PR Insight 5 minute read
The on-going evolution of the Indian market has brought in international PR professionals into the country. PRmoment India set out to find out what their experiences are, what opportunities they see here and what ought to change in the Indian PR market.
These expats are an adventurous lot with a liking for Indian food, Bollywood films and attempts to grapple with the great Indian jugaad!
These are their stories.
Challenges of working in India
Cornelia Kunze, Vice Chair Asia Pacific Middle-East Africa, Edelman, has spent over 20 years in communications, mainly in Europe. Of German origin Cornelia has been stationed in India for the last 20 months.
Cornelia Kunze: “PR is not a commodity – the expected outcomes from PR are moving up the value chain. Expectations are strategic and high, there is no reason why the PR fees should not increase!”
Cornelia says her main focus here is to expand the traditional notion of PR and get a share of the marketing budgets. Cornelia feels that, “In India you have some additional dimensions: the relatively young PR industry, a communications sector dominated by the ad agencies who are supposed to be the “creatives” and who deliver on that very well, an understanding of PR which is mostly focussed on media relations or “amplification” only, fuelled by the fact that traditional media still play a big role in this country. Media relations is an expertise which requires real skill and creativity, but it has been commoditised and price too often plays the biggest role in negotiations. Nowhere else are the prices as low as in India.”
Yu Yu Din, Head Digital Strategist at Genesis Burson-Marsteller, from Myanmar has spent 12 years in India, first as a student and then as a communications professional in the digital space. One of her first assignments in India was with 123Greetings.com.
Yu Yu Din feels that in India one of the biggest challenges is to keep tabs on the informal communication routes. She says, “I think cultures that historically have relied on oral storytelling and word of mouth have this challenge. Formal communications is as important as the informal day-to-day chit chat. It’s certainly different from western markets where things tend to be a lot more formal and the grape vine is pretty much ignored.”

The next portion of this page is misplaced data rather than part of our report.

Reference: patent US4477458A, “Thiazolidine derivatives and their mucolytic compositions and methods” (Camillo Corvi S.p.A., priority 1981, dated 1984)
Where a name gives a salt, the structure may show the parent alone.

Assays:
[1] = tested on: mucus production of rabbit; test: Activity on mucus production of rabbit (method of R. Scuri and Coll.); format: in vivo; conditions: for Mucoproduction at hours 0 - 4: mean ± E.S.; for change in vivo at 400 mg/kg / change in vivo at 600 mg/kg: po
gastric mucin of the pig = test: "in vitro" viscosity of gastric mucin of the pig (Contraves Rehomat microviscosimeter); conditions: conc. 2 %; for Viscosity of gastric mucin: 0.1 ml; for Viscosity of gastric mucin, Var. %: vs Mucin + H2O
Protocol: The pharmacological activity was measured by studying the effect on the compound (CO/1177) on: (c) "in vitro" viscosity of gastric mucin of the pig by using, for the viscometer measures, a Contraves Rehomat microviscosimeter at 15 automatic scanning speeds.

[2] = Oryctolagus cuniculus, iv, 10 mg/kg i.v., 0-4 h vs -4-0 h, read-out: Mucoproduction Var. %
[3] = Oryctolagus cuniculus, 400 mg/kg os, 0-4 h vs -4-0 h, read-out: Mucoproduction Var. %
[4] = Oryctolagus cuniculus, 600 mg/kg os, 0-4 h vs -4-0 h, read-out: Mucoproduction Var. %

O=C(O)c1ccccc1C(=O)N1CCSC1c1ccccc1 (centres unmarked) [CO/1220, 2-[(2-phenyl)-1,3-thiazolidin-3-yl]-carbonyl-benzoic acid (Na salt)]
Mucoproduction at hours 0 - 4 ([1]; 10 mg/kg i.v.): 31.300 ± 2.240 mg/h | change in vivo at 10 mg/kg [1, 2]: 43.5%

Yu Yu Din: “In India one of the biggest challenges is to keep tabs on the informal communication routes.”
Yu Yu adds that, “I'm a Burmese, which allows me to make cultural connections faster, and think of markets that are not explored. It makes me think of rural and regional markets in India from a different prism because Myanmar is also just opening up and it has so many different regional languages, cultures, and customs. “
Mabel Phoon, Executive Vice President, International Client Services, Weber Shandwick is from Singapore and has spent a year based in India. Mabel shares here first reactions to India: “When I first arrived in India, colleagues told me food and culture changes every 50 kilometres. India is a land of extremes and a melting pot of diversity – in culture, habits, language and religion. Learning to understand and navigate this, so as to help clients better engage with their stakeholders, is critical.”
Mabel Phoon: “Almost anything is possible even in a short time. Perhaps this stems from the universal Indian spirit of jugaar, but at times, this has also meant there isn’t the same rigour in deep-dive planning.”
What needs to change in PR in India
Cornelia says that one of the biggest challenges for not only India but across APAC is to make PR more strategic and raise budgets. She says, “I want PR to be a business partner to the CMO. The CMO needs our skills – because we are used to real-time marketing, a two-way dialogue and content-driven communications. All of that is required more than ever. We are creative – and the lines are blurring between the agencies, so let’s take that bigger role. This requires a different fee structure as well. PR is not a commodity – the expected outcomes from PR are moving up the value chain. Expectations are strategic and high, there is no reason why the PR fees should not increase!”
Mabel advises newbies to the Indian PR market to, “Expect the unexpected. Often, everyday things like the traffic and weather can impact even the well-laid plans. What has been impressive is the creativity and focus my colleagues bring to problem solving. Almost anything is possible even in a short time, and this has helped us deliver some amazing results for clients. Perhaps this stems from the universal Indian spirit of jugaad, but at times, this has also meant there isn’t the same rigour in deep-dive planning that you would find in other markets because things are so fluid here. Trying to find a balance between the two is an on-going goal of mine!”
What India has taught the expats?
Yu Yu says, “I have learnt patience and fluidity of life. The first three years were probably the toughest. I had to adjust to the life in Kolkata where coffee shops don’t open until 10 am and there was only dial up Internet, back in the day. This experience taught me to keep calm and not rush into anything.”
Cornelia says she is enjoying her time here a lot. “There are also many areas of expertise, where I find India outstanding: public affairs, corporate media relations and creativity. Besides, I have become an addict to Indian food (no, it is not too spicy), I learn Hindi and like to travel the country and watch Bollywood movies.”